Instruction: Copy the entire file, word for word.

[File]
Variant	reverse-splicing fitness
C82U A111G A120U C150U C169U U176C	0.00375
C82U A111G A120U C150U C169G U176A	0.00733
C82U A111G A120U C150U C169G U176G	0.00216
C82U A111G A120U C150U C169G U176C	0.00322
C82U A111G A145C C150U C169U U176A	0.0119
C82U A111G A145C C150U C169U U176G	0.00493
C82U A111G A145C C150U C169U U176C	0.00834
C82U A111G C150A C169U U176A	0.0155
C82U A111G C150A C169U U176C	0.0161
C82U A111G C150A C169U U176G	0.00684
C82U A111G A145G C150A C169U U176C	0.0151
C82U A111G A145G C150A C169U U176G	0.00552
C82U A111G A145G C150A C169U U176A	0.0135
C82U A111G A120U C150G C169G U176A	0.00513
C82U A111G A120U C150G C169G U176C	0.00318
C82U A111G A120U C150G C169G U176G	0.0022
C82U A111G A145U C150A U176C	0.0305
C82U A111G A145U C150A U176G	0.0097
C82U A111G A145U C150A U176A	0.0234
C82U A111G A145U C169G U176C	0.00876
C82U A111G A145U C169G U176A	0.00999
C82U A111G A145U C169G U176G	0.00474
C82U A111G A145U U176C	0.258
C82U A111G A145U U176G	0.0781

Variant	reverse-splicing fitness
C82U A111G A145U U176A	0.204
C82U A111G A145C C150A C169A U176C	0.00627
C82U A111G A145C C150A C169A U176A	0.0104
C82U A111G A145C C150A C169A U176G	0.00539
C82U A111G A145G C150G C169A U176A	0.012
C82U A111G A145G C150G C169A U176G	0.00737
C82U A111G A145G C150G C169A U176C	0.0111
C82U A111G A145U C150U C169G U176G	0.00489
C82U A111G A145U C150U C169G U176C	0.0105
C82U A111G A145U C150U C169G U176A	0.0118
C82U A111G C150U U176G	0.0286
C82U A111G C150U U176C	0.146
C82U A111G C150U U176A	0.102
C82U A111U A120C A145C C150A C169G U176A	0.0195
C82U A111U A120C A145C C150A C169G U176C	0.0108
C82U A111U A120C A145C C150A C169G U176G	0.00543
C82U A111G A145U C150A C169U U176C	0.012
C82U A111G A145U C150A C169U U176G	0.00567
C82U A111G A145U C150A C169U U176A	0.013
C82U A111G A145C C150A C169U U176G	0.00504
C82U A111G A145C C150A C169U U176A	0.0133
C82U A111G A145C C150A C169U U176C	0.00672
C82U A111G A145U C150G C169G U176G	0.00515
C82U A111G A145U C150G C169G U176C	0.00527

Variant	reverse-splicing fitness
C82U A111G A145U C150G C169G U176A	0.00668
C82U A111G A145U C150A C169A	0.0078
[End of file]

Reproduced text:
Variant	reverse-splicing fitness
C82U A111G A120U C150U C169U U176C	0.00375
C82U A111G A120U C150U C169G U176A	0.00733
C82U A111G A120U C150U C169G U176G	0.00216
C82U A111G A120U C150U C169G U176C	0.00322
C82U A111G A145C C150U C169U U176A	0.0119
C82U A111G A145C C150U C169U U176G	0.00493
C82U A111G A145C C150U C169U U176C	0.00834
C82U A111G C150A C169U U176A	0.0155
C82U A111G C150A C169U U176C	0.0161
C82U A111G C150A C169U U176G	0.00684
C82U A111G A145G C150A C169U U176C	0.0151
C82U A111G A145G C150A C169U U176G	0.00552
C82U A111G A145G C150A C169U U176A	0.0135
C82U A111G A120U C150G C169G U176A	0.00513
C82U A111G A120U C150G C169G U176C	0.00318
C82U A111G A120U C150G C169G U176G	0.0022
C82U A111G A145U C150A U176C	0.0305
C82U A111G A145U C150A U176G	0.0097
C82U A111G A145U C150A U176A	0.0234
C82U A111G A145U C169G U176C	0.00876
C82U A111G A145U C169G U176A	0.00999
C82U A111G A145U C169G U176G	0.00474
C82U A111G A145U U176C	0.258
C82U A111G A145U U176G	0.0781

Variant	reverse-splicing fitness
C82U A111G A145U U176A	0.204
C82U A111G A145C C150A C169A U176C	0.00627
C82U A111G A145C C150A C169A U176A	0.0104
C82U A111G A145C C150A C169A U176G	0.00539
C82U A111G A145G C150G C169A U176A	0.012
C82U A111G A145G C150G C169A U176G	0.00737
C82U A111G A145G C150G C169A U176C	0.0111
C82U A111G A145U C150U C169G U176G	0.00489
C82U A111G A145U C150U C169G U176C	0.0105
C82U A111G A145U C150U C169G U176A	0.0118
C82U A111G C150U U176G	0.0286
C82U A111G C150U U176C	0.146
C82U A111G C150U U176A	0.102
C82U A111U A120C A145C C150A C169G U176A	0.0195
C82U A111U A120C A145C C150A C169G U176C	0.0108
C82U A111U A120C A145C C150A C169G U176G	0.00543
C82U A111G A145U C150A C169U U176C	0.012
C82U A111G A145U C150A C169U U176G	0.00567
C82U A111G A145U C150A C169U U176A	0.013
C82U A111G A145C C150A C169U U176G	0.00504
C82U A111G A145C C150A C169U U176A	0.0133
C82U A111G A145C C150A C169U U176C	0.00672
C82U A111G A145U C150G C169G U176G	0.00515
C82U A111G A145U C150G C169G U176C	0.00527

Variant	reverse-splicing fitness
C82U A111G A145U C150G C169G U176A	0.00668
C82U A111G A145U C150A C169A	0.0078